Wednesday, December 3, 2008

The Morning News reports that Geesepeace group offers to scam some money from Bella Vistans

Geesepeace knows what it is talking about. But why the big prices? Just eat the eggs when you find the nests and save money on breakfast. Kill a goose and cook it if you have a license during the season. The plan sounds as though it might work. But why spend thousands of dollars on a border collie?" Get one cheap from the pound, borrow one or just use a neighbor's Labrador retriever. Heck, even an Irish setter probably can do the job. They love to swim and chase big birds and never run out of energy.
What happened to the plan to invite people in other rural areas to adopt the geese? Volunteer conservationists are great. But professional conservationists sometimes get greedy. This ain't rocket science! And what is so bad about a golfer getting a little something messy on his cleats. Are they all just weak-kneed pansies or what? Is golf more important than wildlife?

The Morning News
Local News for Northwest Arkansas

Organization Delivers Bella Vista Goose Plan
By Anna Fry
A goose population control program suggested by GeesePeace would cost the Bella Vista Property Owners Association $10,860 initially, then less than $5,000 annually, according to a report released Tuesday.
GeesePeace, a Virginia-based nonprofit group, promotes nonlethal methods for controlling Canada geese. The Bella Vista Property Owners Association invited GeesePeace representatives to visit after residents complained about a board decision to use a federal permit to shoot 100 geese. The board revisited the issue and decided to pursue different methods.
The village has an estimated goose population of 1,000. Many say geese droppings foul the community's lakes, parks and golf courses.
GeesePeace's suggestions change from community to community, but the formula is similar and uses the same techniques, Director David Feld said.
GeesePeace suggests the association oil eggs in April. That means coating eggs with corn oil to seal pores so oxygen can't get in and biological processes stop. That's only done to eggs in which the embryos haven't developed lungs. Treated nests are taken down.
The association should do intensive "site aversion" between mid-May and early July, according to the report. Site aversion means making areas inhospitable to geese. Bella Vista could use one border collie to chase geese but a second dog would be helpful in the first year, the report states. The border collie should flush the geese from parks and golf courses during the first week of May. Handlers should transport the collie by boat to flush geese from lakefront properties and the lakes.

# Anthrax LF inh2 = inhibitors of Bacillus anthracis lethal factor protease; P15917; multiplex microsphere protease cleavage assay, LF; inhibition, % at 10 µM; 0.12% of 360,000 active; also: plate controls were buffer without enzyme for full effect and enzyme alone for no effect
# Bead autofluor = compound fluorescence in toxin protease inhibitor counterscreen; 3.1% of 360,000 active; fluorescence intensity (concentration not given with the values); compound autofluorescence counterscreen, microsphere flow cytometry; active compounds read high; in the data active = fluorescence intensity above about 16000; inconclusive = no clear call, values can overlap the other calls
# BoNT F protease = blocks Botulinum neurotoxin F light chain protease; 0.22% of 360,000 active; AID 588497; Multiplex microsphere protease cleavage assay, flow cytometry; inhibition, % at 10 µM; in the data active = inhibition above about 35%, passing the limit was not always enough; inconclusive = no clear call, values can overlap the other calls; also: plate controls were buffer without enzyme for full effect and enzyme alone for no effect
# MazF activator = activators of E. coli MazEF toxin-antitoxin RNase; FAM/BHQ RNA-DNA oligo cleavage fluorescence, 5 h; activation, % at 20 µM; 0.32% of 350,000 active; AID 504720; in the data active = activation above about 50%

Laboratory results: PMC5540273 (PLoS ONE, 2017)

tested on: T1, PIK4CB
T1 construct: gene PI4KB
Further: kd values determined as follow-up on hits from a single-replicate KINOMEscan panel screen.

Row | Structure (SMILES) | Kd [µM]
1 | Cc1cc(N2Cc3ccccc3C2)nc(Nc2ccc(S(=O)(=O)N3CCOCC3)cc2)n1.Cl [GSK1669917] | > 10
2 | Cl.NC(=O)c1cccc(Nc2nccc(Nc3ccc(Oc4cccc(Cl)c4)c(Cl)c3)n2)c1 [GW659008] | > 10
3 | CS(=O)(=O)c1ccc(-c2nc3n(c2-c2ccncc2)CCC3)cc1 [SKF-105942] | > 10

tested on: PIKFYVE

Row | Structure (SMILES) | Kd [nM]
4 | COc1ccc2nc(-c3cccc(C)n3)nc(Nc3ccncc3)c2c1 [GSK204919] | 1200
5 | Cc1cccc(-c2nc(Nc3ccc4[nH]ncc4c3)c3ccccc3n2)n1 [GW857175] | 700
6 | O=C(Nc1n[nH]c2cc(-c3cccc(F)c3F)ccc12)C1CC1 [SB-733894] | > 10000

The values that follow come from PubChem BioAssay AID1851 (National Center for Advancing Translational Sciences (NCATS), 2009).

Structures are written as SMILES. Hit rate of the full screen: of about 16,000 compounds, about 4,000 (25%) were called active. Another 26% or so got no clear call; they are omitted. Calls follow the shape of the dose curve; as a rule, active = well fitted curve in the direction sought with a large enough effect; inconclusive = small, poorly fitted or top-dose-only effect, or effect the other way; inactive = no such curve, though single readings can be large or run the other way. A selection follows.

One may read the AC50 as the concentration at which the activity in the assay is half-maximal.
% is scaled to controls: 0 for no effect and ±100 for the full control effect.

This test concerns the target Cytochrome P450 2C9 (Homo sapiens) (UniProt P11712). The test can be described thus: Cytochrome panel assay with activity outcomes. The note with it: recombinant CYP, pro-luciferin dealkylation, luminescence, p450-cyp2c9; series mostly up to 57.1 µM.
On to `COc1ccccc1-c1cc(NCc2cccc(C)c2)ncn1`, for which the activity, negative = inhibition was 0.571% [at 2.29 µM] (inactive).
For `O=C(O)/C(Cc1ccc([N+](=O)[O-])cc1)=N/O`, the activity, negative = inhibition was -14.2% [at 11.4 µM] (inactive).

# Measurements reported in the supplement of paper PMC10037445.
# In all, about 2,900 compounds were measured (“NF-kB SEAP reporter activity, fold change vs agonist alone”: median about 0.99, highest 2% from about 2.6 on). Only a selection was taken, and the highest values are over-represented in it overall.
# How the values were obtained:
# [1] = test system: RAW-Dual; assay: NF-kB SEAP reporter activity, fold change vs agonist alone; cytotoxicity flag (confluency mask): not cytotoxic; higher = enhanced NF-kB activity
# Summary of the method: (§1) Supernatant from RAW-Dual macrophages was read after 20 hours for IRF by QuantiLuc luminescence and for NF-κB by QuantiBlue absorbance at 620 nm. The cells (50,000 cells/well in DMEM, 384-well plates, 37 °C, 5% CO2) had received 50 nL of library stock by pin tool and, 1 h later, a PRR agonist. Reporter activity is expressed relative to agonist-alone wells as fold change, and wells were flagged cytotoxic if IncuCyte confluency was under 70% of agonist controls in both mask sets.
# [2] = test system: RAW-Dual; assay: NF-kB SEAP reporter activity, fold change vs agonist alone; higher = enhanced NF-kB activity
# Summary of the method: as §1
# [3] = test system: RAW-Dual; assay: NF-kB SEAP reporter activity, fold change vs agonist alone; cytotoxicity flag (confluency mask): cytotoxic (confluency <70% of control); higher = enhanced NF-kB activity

The intention is to make geese feel the area isn't safe so they'll move elsewhere. The collies don't need to flush all lakes every day, but the collie should return on a random cycle.
A border collie would cost $4,500 and can live with a host family, who would receive a monthly stipend of $110, the report states.
GeesePeace also suggests the association buy handheld lasers for $80 a piece. Workers can point the lasers around geese, who will fly away, Feld said. Border collies are much more effective, but the lasers are quiet, he said.
Site aversion stops between early July and mid-August because the geese can't fly when they are molting. After molt, site aversion with the border collie starts again and continues until geese begin looking for nesting sites, in February, Feld said.
The report gives a brief history of the nation's problem with resident Canada geese. In the first half of the 20th century, they were captured and had their wings clipped or legs weighted so they could be used as live decoys that drew other geese to bodies of water. The U.S. Fish and Wildlife Service and some state agencies started a repopulation program and required the release of captive geese in the early 1960s because hunting threatened the population with extinction, the report says.
The descendants of captive geese and those born from the repopulation program don't migrate to Canada because geese nest in the area of their birth.
The association doesn't have money set aside in next year's draft budget for goose population control, Chairwoman Roberta Dale said. The board was waiting for GeesePeace's report to make a decision about implementation and could make one at a quarterly budget review next year after consulting with the Lakes Committee, she said.

Fast Fact

Canada Geese
If Canada geese can find open water when the temperature is 10 degrees Fahrenheit, they'll stay warm enough because they have down on their stomachs and chests that insulates them.
Source: GeesePeace Report

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